I love the little ‘sock’ the new Watch comes in.
I love the little ‘sock’ the new Watch comes in.
It’s a bit delayed (sorry), but episode 11 of Upload has been … Uploaded! This week I talk briefly about Shortcuts, Apple goodies and Nintendo’s online service: itunes.apple.com/gb/podcas… / andynicolaides.com/podcast
if you have any comments about rhe show, please let me know via firstname.lastname@example.org
Ultimately, the Shortcuts app is what automation should stand for: empowering people to think, build tools to solve problems, and control a computer however they want, whenever they want.
I couldn’t agree more with this closing statement from Federico’s fantastic iOS 12 review. Shortcuts in iOS 12 really is a game changer, and one that I’m all in on.
My favourite feature that Apple introduced us to at WWDC this year was, far and away, Shortcuts. I’ve not left the app since it was released to the public on Monday. Workflow never really clicked for me, so I had assumed Shortcuts would be the same. This time, however, I made a concerted effort to really dig in properly and I realised very quickly it’s far more intuitive than it seems at first.
I’ve been meaning to (threatening to) start doing a few more regular posts here to share some ideas that I’ve either created myself, or to highlight some creations I’ve found around the web. This, unfortunately, isn’t that …
I did, however, think it may be useful to share a couple of small tips I’ve found really help when you start trying to build some more complex Shortucts.
As you start to get more confident with Shortcuts, you’ll want to start building more and more complex flows. If you’ve seen, or tried to create, any of the popular morning routine type Shortcuts you’ll see what I mean. Something that really helps with this, however, is nesting your Shortcuts within each other.
Nesting involves creating a small component of your Shortcut as a standalone element, and then creating a master Shortcut that will pull in your seperate sub Shortcuts. An example of this can be seen here:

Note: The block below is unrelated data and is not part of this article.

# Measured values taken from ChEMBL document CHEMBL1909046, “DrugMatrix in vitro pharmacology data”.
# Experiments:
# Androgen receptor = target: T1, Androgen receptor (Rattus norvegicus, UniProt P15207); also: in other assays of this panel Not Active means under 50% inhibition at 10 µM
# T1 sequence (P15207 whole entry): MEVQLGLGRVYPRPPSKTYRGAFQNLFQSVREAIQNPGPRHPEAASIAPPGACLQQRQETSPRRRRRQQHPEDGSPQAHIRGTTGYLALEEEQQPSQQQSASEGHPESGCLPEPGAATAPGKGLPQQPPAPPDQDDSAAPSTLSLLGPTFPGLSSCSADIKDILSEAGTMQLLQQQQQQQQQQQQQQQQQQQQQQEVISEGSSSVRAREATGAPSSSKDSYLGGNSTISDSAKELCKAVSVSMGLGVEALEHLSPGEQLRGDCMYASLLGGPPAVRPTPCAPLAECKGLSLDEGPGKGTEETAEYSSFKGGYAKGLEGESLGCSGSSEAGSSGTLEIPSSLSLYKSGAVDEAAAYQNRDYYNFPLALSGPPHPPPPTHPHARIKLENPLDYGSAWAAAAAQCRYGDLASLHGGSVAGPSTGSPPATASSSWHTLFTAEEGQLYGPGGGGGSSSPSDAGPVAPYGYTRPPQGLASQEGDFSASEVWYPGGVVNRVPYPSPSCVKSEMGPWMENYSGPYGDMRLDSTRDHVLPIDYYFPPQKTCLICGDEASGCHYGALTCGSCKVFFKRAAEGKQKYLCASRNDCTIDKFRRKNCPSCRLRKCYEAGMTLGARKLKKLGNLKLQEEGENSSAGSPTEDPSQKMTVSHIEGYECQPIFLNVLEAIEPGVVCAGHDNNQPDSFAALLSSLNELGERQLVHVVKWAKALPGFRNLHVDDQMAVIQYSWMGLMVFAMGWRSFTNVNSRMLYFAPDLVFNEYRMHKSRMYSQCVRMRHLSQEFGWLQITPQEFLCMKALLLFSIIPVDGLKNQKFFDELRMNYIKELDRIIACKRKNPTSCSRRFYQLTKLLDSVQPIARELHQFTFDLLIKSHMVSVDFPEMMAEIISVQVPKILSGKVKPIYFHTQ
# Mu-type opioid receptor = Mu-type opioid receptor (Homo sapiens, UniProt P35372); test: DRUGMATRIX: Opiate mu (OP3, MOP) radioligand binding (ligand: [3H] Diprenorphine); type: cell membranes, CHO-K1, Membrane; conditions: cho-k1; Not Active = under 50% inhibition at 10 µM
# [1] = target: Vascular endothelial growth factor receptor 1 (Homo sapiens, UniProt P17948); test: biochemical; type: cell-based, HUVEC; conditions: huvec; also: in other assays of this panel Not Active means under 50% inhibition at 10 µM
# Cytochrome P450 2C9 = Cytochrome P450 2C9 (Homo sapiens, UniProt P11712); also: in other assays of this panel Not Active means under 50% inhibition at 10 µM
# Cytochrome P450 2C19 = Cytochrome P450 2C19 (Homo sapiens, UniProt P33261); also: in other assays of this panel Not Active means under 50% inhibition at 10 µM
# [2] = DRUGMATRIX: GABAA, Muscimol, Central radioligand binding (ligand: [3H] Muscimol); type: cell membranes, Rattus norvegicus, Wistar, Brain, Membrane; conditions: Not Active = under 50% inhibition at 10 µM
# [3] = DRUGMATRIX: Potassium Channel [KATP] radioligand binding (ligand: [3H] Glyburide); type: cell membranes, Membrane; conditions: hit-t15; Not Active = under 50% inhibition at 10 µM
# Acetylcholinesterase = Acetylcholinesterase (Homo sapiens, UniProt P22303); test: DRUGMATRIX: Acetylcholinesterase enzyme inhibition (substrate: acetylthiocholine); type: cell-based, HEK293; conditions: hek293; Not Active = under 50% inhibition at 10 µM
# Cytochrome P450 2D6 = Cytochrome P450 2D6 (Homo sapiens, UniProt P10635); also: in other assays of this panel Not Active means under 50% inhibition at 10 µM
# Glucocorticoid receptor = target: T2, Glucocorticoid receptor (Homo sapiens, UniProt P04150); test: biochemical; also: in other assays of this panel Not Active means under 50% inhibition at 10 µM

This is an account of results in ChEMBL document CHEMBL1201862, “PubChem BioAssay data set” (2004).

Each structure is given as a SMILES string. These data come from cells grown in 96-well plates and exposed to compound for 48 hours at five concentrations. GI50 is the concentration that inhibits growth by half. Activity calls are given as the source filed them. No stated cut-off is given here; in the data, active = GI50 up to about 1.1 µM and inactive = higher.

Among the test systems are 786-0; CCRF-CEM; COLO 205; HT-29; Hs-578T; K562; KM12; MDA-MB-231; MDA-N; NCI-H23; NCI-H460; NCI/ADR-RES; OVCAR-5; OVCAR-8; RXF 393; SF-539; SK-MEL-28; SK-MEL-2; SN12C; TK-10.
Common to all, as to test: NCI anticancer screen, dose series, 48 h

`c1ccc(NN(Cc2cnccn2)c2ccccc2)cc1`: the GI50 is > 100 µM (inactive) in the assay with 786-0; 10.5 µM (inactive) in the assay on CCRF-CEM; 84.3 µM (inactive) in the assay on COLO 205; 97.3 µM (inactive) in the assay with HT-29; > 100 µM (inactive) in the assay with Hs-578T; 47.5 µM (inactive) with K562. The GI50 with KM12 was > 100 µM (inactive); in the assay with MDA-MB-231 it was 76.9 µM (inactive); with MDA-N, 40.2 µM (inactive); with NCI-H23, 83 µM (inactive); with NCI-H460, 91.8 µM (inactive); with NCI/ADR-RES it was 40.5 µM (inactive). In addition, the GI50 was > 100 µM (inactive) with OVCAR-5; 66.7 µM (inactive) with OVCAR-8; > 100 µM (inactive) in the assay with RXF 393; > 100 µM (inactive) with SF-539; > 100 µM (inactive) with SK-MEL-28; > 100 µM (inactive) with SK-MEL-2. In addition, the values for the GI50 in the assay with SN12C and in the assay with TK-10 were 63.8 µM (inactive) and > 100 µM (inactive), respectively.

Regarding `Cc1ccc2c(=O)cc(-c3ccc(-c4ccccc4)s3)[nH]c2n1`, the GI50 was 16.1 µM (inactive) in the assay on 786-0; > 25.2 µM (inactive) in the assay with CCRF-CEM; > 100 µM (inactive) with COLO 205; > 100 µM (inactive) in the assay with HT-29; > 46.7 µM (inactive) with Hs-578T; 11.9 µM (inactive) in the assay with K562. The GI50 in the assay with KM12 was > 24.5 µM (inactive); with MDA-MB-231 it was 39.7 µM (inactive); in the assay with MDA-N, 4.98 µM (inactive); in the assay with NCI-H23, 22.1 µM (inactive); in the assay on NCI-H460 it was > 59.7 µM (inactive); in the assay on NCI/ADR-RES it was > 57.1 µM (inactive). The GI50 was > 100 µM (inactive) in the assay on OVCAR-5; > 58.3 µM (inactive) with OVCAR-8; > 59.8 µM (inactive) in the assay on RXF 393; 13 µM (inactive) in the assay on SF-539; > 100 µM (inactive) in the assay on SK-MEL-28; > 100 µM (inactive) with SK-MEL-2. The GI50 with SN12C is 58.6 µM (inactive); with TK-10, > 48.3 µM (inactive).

Each of the referenced Shortcuts are quite long, at times, but very managable as a single entity. When you add them into an overall master Shortcut, however, everything is far more managable.
I’ve the last few weeks I’ve accrued about 200ish Shortcuts, all with different colours and Glyphs. It’s a mess in there! When I have a few minutes in the evening I’m taking a few minutes to review these to tidy them up, colour code and update the glphys to something more logical.
Something that may also be useful, which I’m also doing, is for you to ‘tag’ your Shortcuts. If you add a ‘Comment’ step to your Shortcut and then add something like #Automation you can then search for grouped / similarly tagged Shortcuts via … another Shortcut.
Here’s a Shortcut that can search for your tags, once setup.
Watch this space for more Shortcuts related goodness soon!
Thoughtful #shotoniphone #portraitmode #blackandwhite #beach
Yes, okay, I’m extremely sad and I’m planning out some Shortcuts I plan to try making on Monday when iOS 12 and Shortcuts launch …
I’m really looking forward to getting my hands on the the Shortcuts app, finally, when iOS 12 launches on Monday. Automation on iOS is going to be pretty huge in the coming months, I would assume.
The latest episode of my podcast, Upload dug into this a little, at a very high level initially, if you’re interested in hearing a little more about what options you have already on this front.
I reference this in the podcast itself, but this series will likely work better as a blog post, ratherh than a podcast, so I will be doing some more detailed iOS Automation posts here over the comings weeks / months.
Currently reading: The Shining by Stephen King 📚
Well, another Apple event is upon us and, once again, Apple themselves are (sort of) the cause of their own leaks. The entire phone lineup names have been leaked. If ‘iPhone XR’, ‘iPhone XS’ and ‘iPhone XS Max’ are the best their marketing team could come up with, they really should be ashamed. Even Max vs Plus is an odd decision, given there is already a brand of ‘Plus’. Apple’s presentations can usually sell ice to eskimos, so it’ll be interesting to see how they spin it in a few hours.
Coffee always available at home ☕️
Ever since I switched to an iPad as my primary computer, some time in 2014 (with the Air 2), iOS has been getting more and more powerful. Some power apps such as Drafts, Launch Center Pro and Workflow have really cemented the OS as a bit of a powerhouse, in the right hands that is …
Over the last few months I’ve been building up a bit of an arsenal of powerful automations and tweaks, powered by the apps mentioned above, and some others that I will get to at a later date. It’s got me even more excited about a platform that I am already 100% behind and invested in. So much so that I wanted to start putting together some posts about the various setups and tweaks I have currently. I should take this opportunity to caveat that many of the actions and automations I’m going to discuss on this blog over the coming weeks have either been created by other (far smarter) people or are based on others code that I’ve since copied and modified. I will, of course, detail who created the originals or what site I may have found the inspiration from as I go along.